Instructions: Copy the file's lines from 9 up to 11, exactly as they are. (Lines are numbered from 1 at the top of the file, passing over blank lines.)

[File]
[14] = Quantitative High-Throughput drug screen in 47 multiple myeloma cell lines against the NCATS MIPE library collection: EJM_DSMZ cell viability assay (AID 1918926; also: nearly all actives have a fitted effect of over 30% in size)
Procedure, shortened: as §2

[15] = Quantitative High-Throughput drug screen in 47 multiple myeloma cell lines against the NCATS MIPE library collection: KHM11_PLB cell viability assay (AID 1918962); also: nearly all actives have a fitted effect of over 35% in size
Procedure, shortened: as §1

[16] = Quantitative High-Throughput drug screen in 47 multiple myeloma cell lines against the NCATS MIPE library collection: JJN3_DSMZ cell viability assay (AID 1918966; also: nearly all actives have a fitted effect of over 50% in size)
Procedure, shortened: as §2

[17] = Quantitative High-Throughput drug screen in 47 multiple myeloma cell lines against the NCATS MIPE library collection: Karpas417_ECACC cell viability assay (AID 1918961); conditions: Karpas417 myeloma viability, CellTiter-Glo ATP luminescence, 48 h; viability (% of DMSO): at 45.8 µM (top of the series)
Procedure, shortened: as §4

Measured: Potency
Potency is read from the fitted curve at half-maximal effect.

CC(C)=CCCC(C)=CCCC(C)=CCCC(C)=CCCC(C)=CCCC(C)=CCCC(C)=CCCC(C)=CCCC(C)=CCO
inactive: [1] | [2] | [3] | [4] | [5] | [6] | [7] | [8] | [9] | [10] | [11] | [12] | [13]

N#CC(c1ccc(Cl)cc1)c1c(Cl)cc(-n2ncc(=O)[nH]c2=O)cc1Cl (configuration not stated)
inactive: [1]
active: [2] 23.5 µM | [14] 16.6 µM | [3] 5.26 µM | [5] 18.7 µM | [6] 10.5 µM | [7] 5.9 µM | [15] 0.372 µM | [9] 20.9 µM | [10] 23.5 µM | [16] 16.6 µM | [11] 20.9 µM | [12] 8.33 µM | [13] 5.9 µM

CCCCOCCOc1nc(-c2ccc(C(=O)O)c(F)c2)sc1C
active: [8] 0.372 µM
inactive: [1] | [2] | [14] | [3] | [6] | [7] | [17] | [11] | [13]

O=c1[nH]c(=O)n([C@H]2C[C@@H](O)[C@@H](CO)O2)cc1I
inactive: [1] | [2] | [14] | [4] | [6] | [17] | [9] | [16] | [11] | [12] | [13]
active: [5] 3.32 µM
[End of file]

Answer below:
Measured: Potency
Potency is read from the fitted curve at half-maximal effect.

CC(C)=CCCC(C)=CCCC(C)=CCCC(C)=CCCC(C)=CCCC(C)=CCCC(C)=CCCC(C)=CCCC(C)=CCO